The answer, By all means.

Hm, what did that mean, I wondered. Was it a trap? Was my whole planting scheme a flop, all the hours of planning and research and plant-fantasy a waste? Would a tundra-like desert greet me?

So I went.

We three stepped onto the terrace and there it was. In full bloom, scent flung all about it like sunshine in the cold wind.

It was the one shrub I chose about which I was concerned. It ought not be hardy here, but Atlantic, a reliable nursery, was selling it, and I had fallen in love on the spot. As one does. And my reading suggested that that it might be marginally hardy here. 'Here' we are in USDA hardiness zone 6b, but near the Hudson's whipping winds (which really come from the frigid west), I was worried. And yet...

How happy I was.

I had last left it looking like this, in November:

And when I bought it in September, it was a lushly-rounded shrub with elongated leaves, below. Will it bloom again, asked Stephen and Ilse. No, I said, apologetically, this is it, meaning, Just in spring.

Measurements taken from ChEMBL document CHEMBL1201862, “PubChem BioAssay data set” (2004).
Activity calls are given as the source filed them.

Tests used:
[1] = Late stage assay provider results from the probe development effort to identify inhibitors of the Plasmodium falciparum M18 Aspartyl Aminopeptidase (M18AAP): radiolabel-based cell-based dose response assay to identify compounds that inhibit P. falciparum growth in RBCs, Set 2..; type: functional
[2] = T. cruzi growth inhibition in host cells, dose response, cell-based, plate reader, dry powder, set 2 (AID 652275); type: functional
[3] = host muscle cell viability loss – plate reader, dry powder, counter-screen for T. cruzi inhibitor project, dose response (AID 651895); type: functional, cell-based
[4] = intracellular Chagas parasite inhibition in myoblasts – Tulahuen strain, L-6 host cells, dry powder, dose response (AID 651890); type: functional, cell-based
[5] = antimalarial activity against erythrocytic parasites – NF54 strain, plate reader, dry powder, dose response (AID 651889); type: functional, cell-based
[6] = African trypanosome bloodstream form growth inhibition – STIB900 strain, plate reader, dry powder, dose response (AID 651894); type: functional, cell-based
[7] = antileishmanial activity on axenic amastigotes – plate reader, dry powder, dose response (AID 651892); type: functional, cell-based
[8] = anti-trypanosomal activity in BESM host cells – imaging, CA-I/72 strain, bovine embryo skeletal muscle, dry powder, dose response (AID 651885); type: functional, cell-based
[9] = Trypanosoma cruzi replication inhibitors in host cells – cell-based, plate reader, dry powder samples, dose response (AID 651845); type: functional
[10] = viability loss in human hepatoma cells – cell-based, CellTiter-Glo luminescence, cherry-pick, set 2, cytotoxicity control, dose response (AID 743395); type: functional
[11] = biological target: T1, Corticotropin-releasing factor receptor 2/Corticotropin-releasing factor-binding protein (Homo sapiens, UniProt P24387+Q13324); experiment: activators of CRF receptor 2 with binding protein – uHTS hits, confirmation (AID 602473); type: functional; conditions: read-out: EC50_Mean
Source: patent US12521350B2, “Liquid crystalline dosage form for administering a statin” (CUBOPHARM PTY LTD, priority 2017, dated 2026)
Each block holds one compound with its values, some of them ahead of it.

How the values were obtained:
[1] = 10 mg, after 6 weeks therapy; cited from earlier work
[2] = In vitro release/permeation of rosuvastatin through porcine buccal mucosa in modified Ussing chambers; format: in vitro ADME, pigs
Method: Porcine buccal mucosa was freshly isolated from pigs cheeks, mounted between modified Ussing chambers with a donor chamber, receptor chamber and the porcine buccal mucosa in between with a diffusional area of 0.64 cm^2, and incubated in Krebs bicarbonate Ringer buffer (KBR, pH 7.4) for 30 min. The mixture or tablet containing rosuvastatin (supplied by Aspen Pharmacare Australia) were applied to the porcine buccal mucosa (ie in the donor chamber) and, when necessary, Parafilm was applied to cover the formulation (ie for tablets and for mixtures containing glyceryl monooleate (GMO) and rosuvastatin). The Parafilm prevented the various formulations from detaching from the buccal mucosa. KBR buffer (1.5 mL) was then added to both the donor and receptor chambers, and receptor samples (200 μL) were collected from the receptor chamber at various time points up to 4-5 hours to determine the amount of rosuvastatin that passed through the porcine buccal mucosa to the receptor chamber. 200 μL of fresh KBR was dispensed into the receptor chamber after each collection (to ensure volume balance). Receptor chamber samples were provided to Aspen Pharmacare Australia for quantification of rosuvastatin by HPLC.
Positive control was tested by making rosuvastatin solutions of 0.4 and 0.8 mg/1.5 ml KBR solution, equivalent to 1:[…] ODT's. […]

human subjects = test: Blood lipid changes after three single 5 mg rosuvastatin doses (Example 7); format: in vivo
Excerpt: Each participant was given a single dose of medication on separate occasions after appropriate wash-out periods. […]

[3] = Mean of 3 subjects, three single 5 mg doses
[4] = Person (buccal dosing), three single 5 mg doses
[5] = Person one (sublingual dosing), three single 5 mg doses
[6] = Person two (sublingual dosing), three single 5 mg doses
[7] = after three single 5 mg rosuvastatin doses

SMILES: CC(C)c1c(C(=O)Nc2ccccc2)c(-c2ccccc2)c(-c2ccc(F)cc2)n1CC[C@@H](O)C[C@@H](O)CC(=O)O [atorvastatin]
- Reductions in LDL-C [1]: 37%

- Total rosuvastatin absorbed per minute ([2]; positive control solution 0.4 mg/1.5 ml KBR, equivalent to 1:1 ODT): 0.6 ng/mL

NO??? They chorused: Never again???

Well, next spring, I smiled.

They subsided...

So, to sum up: Edgeworthia doing well in Zone 6a, I'd say, at least (unscientific as my opinion is); no more than about 4 hours of sun total, and rather exposed. Neutral soil, well drained.

Lest you think it was all perfect and happy, regard the collection of sticks planted nearby (the middle sticks with dead leaves, the sticks on the left are alive - Hydrangea 'Tardiva', and the dry grassy things are alive: Japanese ribbon grass):

Not quite the same as it looked in late November...Camellia 'Winter's Snowman'. Ironically, on paper, hardier. "Cold hardy to -23'C". But this specimen succumbed to the wind, while another was more protected against a western wall , beside some Fargesia rufa, a small clumping bamboo (still green and lush). That one lost one branch where snow had lain around it in a drift for weeks. I should never have planted this camellia in the teeth of the wind.

More good news, but not unexpected: this hardy Corylopsis spicata, a winter hazel, in full bloom. This part of the terrace receives just a couple of hours of sun near midday.